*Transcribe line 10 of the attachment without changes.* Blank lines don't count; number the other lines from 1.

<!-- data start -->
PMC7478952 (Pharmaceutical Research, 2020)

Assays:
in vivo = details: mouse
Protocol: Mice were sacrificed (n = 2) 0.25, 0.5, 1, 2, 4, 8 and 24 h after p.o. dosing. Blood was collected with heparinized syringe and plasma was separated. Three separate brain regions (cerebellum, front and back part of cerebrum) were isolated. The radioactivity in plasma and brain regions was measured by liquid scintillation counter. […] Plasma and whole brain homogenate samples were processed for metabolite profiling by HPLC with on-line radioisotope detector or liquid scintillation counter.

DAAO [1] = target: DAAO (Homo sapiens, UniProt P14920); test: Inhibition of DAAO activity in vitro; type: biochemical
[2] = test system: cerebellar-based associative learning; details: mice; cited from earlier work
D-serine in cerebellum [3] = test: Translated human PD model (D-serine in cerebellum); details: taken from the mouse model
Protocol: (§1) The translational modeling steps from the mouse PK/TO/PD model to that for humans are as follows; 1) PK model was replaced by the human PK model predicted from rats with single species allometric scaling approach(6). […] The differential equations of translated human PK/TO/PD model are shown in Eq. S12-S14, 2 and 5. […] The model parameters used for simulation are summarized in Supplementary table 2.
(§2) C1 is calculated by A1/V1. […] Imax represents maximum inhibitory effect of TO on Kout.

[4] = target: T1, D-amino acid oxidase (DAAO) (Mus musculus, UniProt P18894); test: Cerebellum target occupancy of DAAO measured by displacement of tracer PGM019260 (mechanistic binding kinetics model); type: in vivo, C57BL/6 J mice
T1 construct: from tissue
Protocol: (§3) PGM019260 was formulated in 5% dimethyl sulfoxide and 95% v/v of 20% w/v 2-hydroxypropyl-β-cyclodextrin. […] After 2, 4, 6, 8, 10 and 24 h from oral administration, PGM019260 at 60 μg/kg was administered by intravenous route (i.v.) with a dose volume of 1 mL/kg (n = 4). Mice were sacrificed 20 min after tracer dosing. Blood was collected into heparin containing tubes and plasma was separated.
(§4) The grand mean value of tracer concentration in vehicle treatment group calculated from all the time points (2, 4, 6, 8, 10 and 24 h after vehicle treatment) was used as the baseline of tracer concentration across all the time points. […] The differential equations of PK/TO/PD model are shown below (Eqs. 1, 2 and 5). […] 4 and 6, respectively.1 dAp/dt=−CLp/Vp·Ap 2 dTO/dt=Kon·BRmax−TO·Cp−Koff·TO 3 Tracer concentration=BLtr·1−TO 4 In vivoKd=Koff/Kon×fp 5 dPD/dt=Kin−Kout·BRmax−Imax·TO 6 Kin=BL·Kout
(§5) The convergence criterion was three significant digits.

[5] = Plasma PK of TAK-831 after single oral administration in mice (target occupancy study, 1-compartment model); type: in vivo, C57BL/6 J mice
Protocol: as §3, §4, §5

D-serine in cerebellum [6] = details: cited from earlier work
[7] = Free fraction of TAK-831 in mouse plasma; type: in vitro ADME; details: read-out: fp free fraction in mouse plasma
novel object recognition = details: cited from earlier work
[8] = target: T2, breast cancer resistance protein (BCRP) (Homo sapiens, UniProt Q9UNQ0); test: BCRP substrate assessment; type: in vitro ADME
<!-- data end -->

[4] = target: T1, D-amino acid oxidase (DAAO) (Mus musculus, UniProt P18894); test: Cerebellum target occupancy of DAAO measured by displacement of tracer PGM019260 (mechanistic binding kinetics model); type: in vivo, C57BL/6 J mice